isosceles ΔABC)

∠BAE

= ∠CAE [From (1)]

AE

= AE (common)

∴ ΔABE ≅ ACE (by SAS

congruence criterion)

(iii) Since

ΔABD ≅ ΔACD,

∠BAD = ∠CAD (c.p.c.t.)

⇒ ∠BAE = ∠CAE

Thus,

AE bisects ∠A.

In ΔBDE and ΔCDE,

BD

= CD (equal sides of

isosceles ΔABC)

BE

= CE (c.p.c.t. since ΔABE ≅ ACE)

DE

= DE (common)

∴ ΔBDE ≅ CDE (by SSS

congruence criterion)

⇒ ∠BDE

= ∠CDE (c.p.c.t.)

Thus,

DE bisects ∠D, i.e., AE bisects ∠D.

Hence,

AE bisects ∠A as well as ∠D.

(iv) Since

ΔBDE ≅ ΔCDE,

BE

= CE and ∠BED = ∠CED (c.p.c.t.)

⇒ BE = CE and ∠BED = ∠CED = 90° (since ∠BED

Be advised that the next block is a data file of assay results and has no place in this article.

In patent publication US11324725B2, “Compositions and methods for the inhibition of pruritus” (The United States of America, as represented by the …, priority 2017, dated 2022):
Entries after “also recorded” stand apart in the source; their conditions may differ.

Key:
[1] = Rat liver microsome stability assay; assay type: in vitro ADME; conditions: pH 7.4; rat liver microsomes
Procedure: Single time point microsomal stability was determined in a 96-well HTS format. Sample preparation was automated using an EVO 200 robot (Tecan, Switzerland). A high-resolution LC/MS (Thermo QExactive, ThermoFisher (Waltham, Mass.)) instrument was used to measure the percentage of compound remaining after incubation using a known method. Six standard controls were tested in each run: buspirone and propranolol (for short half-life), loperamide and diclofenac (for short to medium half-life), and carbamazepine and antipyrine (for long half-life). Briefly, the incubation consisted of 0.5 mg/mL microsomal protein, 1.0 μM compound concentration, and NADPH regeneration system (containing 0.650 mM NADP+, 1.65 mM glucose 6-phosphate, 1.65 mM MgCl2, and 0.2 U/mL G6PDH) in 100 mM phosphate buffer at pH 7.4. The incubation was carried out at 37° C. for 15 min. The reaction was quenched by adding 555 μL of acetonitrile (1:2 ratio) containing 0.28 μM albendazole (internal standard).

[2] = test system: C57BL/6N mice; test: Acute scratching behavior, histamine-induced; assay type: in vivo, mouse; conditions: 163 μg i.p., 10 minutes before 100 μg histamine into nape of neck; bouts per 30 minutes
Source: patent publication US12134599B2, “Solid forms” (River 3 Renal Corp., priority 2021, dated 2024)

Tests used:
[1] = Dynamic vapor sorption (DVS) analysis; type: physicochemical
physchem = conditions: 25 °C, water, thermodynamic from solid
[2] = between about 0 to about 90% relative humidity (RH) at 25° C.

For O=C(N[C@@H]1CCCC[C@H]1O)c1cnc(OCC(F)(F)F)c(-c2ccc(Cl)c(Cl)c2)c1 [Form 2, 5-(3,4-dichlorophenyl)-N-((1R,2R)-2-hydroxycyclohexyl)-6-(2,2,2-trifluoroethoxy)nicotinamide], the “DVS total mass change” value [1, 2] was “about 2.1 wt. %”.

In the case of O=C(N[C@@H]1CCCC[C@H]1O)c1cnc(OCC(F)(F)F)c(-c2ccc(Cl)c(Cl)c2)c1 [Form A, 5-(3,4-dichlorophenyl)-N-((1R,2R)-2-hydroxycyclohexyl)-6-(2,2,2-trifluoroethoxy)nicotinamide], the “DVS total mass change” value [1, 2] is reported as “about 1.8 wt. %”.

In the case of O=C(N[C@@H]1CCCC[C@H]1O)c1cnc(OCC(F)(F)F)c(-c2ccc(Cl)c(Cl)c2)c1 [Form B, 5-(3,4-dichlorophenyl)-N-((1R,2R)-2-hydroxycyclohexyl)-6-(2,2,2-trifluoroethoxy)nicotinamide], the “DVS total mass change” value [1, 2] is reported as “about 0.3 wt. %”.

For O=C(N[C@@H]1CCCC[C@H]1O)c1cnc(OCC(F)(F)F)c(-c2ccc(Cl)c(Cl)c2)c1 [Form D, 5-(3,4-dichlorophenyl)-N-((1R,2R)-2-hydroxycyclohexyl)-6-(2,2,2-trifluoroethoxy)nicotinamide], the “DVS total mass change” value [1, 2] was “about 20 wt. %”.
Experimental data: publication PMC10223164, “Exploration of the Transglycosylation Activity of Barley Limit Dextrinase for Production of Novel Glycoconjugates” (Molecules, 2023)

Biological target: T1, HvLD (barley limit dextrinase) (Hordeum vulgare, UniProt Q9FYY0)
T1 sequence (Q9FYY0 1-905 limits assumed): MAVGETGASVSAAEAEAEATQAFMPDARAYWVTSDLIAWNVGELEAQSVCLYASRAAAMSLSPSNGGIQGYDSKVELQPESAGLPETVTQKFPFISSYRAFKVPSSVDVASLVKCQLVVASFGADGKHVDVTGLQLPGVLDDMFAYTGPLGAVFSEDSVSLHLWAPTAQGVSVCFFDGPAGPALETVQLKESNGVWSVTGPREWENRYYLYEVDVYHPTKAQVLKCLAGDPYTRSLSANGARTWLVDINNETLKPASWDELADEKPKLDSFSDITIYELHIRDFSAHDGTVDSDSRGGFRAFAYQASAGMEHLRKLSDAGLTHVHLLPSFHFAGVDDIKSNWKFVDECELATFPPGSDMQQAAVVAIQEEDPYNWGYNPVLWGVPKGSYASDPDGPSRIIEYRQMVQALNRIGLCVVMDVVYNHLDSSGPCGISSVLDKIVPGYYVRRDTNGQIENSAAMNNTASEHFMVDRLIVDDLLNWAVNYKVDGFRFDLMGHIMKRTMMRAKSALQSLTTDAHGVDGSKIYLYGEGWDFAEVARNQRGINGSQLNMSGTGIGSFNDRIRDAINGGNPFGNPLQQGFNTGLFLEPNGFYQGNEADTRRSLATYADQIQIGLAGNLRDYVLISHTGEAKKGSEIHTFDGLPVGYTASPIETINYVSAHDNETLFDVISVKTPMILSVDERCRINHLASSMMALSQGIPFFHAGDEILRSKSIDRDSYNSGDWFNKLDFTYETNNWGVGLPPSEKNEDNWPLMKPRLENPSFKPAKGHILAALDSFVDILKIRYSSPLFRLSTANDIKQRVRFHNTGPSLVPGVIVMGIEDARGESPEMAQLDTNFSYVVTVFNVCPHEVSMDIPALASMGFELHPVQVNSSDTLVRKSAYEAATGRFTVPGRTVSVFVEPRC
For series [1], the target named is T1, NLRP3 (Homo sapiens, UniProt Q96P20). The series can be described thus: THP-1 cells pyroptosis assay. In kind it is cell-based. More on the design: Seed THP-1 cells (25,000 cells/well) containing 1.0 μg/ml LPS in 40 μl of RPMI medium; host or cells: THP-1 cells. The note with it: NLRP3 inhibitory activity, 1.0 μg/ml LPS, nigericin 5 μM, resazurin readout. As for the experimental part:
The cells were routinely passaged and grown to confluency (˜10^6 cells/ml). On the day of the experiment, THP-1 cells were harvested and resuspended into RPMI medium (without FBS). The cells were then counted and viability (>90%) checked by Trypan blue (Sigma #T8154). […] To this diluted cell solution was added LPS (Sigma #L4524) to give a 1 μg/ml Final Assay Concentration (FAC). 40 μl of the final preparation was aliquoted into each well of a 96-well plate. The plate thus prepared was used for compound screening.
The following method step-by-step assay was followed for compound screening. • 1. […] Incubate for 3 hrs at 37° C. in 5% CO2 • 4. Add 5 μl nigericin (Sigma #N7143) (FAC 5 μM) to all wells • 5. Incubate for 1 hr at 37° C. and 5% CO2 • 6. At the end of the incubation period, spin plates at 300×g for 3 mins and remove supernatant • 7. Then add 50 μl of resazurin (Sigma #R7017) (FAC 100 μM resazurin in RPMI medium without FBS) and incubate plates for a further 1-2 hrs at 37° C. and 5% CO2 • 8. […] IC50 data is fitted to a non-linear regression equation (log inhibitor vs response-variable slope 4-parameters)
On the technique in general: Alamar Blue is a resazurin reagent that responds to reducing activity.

and ∠CED

form a linear pair)

⇒

DE is the perpendicular bisector of BC.

⇒

AE is the perpendicular bisector of BC.

In the given figure, if x = y and AB = CB, then prove that AE = CD.

In the given figure, line l is the

bisector of an angle ∠A and B is any point on l. If BP and BQ are perpendiculars

from B to the arms of ∠A, show that

(i) ΔAPB

≅ ΔAQB

(ii) BP = BQ, i.e., B is equidistant from the arms of ∠A.

(i) In ΔAPB and ΔAQB,

∠APB = ∠AQC (Each 90°)

∠BAP = ∠BAQ (line l is the bisector of ∠A)

AB

= AB (common)

∴ ΔAPB ≅ AQB (by AAS

congruence criterion)

(ii) Since

ΔAPB ≅ ΔAQB,

BP

= BQ (c.p.c.t.)

ABCD is a quadrilateral such that

diagonal AC bisect the angles ∠A and ∠C. Prove that AB = AD and CB = CD.

In

ΔABC and ΔADC,

∠BAC = ∠DAC (AC bisects ∠A)

AC

= AC (common)

∠BCA = ∠DCA (AC bisects ∠C)

∴ ΔABC ≅ ADC (by ASA

congruence criterion)

⇒

AB = AD and CB = CD (c.p.c.t.)

## Chapter 9 – Congruence of Triangles and Inequalities in a Triangle Exercise Ex. 9B